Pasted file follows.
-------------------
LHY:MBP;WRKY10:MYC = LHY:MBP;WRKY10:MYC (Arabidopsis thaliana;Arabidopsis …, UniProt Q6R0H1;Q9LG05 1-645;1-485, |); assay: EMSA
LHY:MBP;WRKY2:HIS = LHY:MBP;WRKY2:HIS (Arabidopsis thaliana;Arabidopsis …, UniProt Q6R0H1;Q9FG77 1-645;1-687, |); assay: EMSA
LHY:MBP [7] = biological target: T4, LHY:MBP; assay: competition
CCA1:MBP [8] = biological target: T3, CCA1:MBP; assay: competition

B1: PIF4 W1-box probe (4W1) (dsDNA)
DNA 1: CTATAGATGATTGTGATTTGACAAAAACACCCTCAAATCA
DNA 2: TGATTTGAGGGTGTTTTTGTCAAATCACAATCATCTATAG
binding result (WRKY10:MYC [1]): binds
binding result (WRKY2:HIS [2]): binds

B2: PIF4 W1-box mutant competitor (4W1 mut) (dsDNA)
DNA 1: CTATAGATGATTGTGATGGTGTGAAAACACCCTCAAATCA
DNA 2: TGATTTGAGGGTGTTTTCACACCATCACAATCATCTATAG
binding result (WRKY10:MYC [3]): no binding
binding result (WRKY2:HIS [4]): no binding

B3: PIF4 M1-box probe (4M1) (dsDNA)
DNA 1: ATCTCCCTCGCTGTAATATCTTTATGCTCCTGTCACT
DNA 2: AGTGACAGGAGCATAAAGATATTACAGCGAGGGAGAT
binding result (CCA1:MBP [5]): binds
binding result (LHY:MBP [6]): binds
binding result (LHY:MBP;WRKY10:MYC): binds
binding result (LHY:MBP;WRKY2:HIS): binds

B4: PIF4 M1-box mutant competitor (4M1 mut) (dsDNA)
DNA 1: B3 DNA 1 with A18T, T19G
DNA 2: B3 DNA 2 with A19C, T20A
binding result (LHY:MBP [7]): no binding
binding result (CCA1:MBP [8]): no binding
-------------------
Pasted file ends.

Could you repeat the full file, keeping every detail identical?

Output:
LHY:MBP;WRKY10:MYC = LHY:MBP;WRKY10:MYC (Arabidopsis thaliana;Arabidopsis …, UniProt Q6R0H1;Q9LG05 1-645;1-485, |); assay: EMSA
LHY:MBP;WRKY2:HIS = LHY:MBP;WRKY2:HIS (Arabidopsis thaliana;Arabidopsis …, UniProt Q6R0H1;Q9FG77 1-645;1-687, |); assay: EMSA
LHY:MBP [7] = biological target: T4, LHY:MBP; assay: competition
CCA1:MBP [8] = biological target: T3, CCA1:MBP; assay: competition

B1: PIF4 W1-box probe (4W1) (dsDNA)
DNA 1: CTATAGATGATTGTGATTTGACAAAAACACCCTCAAATCA
DNA 2: TGATTTGAGGGTGTTTTTGTCAAATCACAATCATCTATAG
binding result (WRKY10:MYC [1]): binds
binding result (WRKY2:HIS [2]): binds

B2: PIF4 W1-box mutant competitor (4W1 mut) (dsDNA)
DNA 1: CTATAGATGATTGTGATGGTGTGAAAACACCCTCAAATCA
DNA 2: TGATTTGAGGGTGTTTTCACACCATCACAATCATCTATAG
binding result (WRKY10:MYC [3]): no binding
binding result (WRKY2:HIS [4]): no binding

B3: PIF4 M1-box probe (4M1) (dsDNA)
DNA 1: ATCTCCCTCGCTGTAATATCTTTATGCTCCTGTCACT
DNA 2: AGTGACAGGAGCATAAAGATATTACAGCGAGGGAGAT
binding result (CCA1:MBP [5]): binds
binding result (LHY:MBP [6]): binds
binding result (LHY:MBP;WRKY10:MYC): binds
binding result (LHY:MBP;WRKY2:HIS): binds

B4: PIF4 M1-box mutant competitor (4M1 mut) (dsDNA)
DNA 1: B3 DNA 1 with A18T, T19G
DNA 2: B3 DNA 2 with A19C, T20A
binding result (LHY:MBP [7]): no binding
binding result (CCA1:MBP [8]): no binding